Superlative line

I’ve been reading Khaled Hosseini’s “The Kite Runner”. There’s a line in there that stopped me dead in my tracks.

“Then, a thing made of skin and bones pretending to be Rahim Khan opened the door.”

Wow. I’d give up ice cream for a month to write a sentence like that. Come to think of it, I haven’t had any for two weeks.

Even the placement of this sentence on the printed page (Riverhead Books, 2003, hardback, p. 172) seems calculated to add punch to its effect. It’s the first sentence on top of the page, but the last sentence of a paragraph from the previous (overleaf page.) So the sentence pops out from its surrounding white space.

5 thoughts on “Superlative line

  1. I know what you mean about phrases that catch you – here’s one I can across recently – not contemporary, but embodies stunning beauty.

    When he shall die,
    Take him and cut him out in little stars,
    And he will make the face of heaven so fine that all the world will be in love with night,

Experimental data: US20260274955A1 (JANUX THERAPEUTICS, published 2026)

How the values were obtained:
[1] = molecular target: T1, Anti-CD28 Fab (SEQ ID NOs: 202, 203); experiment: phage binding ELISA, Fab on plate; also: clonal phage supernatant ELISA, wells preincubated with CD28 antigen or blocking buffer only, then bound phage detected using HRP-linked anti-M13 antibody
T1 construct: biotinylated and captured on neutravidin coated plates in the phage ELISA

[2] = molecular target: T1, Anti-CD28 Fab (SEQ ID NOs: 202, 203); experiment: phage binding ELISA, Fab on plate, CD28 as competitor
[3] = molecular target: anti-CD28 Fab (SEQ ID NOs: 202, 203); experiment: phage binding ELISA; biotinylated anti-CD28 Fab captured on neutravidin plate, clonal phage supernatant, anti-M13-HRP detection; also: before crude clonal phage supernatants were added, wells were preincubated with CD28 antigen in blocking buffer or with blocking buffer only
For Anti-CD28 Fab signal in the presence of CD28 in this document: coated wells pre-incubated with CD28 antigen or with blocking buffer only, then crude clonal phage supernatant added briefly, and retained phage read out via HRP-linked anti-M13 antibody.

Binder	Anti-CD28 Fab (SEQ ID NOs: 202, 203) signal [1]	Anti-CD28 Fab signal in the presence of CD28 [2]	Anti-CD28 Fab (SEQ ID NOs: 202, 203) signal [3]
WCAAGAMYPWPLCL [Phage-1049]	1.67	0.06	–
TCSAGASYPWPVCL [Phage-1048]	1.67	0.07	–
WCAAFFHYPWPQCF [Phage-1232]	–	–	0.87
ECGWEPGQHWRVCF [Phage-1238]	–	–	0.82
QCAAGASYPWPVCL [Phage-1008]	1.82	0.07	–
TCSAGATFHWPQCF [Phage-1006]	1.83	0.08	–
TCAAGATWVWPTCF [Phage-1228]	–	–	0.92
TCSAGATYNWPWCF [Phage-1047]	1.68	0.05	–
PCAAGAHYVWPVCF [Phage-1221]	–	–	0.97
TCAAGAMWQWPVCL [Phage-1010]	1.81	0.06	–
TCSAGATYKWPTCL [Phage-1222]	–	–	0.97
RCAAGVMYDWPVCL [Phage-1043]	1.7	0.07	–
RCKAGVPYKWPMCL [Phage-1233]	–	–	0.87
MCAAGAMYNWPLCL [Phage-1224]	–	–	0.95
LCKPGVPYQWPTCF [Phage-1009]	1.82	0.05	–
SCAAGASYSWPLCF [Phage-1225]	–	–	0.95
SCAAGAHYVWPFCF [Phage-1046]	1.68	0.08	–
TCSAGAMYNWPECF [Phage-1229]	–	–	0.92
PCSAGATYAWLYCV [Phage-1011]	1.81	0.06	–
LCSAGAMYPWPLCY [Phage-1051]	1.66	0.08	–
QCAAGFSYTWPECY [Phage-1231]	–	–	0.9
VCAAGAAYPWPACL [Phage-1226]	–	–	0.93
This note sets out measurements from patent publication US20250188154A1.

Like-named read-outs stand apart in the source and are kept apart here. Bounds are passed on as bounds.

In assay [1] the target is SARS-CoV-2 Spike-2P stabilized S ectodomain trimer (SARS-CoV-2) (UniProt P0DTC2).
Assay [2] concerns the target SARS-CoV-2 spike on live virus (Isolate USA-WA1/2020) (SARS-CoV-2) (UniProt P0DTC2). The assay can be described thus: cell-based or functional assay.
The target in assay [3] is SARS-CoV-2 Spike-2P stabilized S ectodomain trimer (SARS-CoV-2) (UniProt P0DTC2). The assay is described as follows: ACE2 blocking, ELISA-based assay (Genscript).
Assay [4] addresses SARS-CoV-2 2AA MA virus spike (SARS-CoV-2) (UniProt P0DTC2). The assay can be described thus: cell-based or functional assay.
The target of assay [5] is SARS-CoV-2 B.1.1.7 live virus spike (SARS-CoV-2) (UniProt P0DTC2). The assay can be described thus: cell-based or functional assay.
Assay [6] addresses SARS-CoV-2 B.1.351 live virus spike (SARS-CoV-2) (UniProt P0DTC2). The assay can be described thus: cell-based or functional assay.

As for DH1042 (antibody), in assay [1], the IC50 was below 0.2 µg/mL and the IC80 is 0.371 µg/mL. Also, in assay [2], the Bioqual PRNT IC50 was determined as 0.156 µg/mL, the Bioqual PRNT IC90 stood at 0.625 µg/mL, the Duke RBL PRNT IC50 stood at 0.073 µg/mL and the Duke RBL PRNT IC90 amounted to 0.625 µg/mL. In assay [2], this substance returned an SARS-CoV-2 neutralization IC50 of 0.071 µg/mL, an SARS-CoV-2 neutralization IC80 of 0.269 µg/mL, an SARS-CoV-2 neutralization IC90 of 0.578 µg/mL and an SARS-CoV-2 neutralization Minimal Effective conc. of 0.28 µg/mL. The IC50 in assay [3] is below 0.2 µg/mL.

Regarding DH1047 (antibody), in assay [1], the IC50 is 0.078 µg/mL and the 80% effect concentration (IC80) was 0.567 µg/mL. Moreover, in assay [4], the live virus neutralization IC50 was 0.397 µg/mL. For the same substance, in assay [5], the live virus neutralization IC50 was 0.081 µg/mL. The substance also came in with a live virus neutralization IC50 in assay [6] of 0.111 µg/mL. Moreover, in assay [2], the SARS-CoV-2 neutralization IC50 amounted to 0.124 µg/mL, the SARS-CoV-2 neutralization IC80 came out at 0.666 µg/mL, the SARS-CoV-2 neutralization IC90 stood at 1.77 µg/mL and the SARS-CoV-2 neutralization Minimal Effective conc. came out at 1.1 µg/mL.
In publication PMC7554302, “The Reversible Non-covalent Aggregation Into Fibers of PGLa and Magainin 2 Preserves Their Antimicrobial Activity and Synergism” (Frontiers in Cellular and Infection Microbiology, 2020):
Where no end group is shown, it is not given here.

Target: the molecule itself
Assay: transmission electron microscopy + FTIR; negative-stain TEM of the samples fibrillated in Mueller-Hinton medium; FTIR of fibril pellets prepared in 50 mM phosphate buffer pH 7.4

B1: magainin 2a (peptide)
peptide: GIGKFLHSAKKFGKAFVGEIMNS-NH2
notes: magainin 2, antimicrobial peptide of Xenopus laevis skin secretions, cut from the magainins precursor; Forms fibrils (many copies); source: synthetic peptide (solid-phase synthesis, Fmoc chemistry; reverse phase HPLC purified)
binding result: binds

And pay no worship to the garish sun.

    William Shakespeare

  2. Yes, it is R&J. I think it was in a book about RFK where I read that RFK quoted these lines at the ’64 Democratic convention when he was talking about JFK, his slain brother. This was before my time, but perhaps our parents remember this.

  3. Indeed tce is correct, though I didn’t know there was a Kennedy conection. While we’re on the topic of great phrases, here’s another from Will… of my favorites………

    And as imagination bodies forth
    The forms of thing unknown,
    The poets pen
    Turns them to shapes and gives to airy nothing,
    A local habitation and a name.

    William Shakespeare
    “Act V, Scene 1,
    A Mid-summers Night Dream”

    One reason I like this is because this is what surfers do – we name surf spots – and by doing so we give form to places that would otherwise be non-descript stretches of beach.

  4. It’s interesting how lines from “Romeo and Juliet” would be quoted at a political convention! I wonder if starfarer reads Shakespeare for fun, which is rather impressive. The last time I read any Shakespeare was in college (for an assignment of course).

Leave a Reply

Fill in your details below or click an icon to log in: Logo

You are commenting using your account. Log Out / Change )

Twitter picture

You are commenting using your Twitter account. Log Out / Change )

Facebook photo

You are commenting using your Facebook account. Log Out / Change )

Google+ photo

You are commenting using your Google+ account. Log Out / Change )

Connecting to %s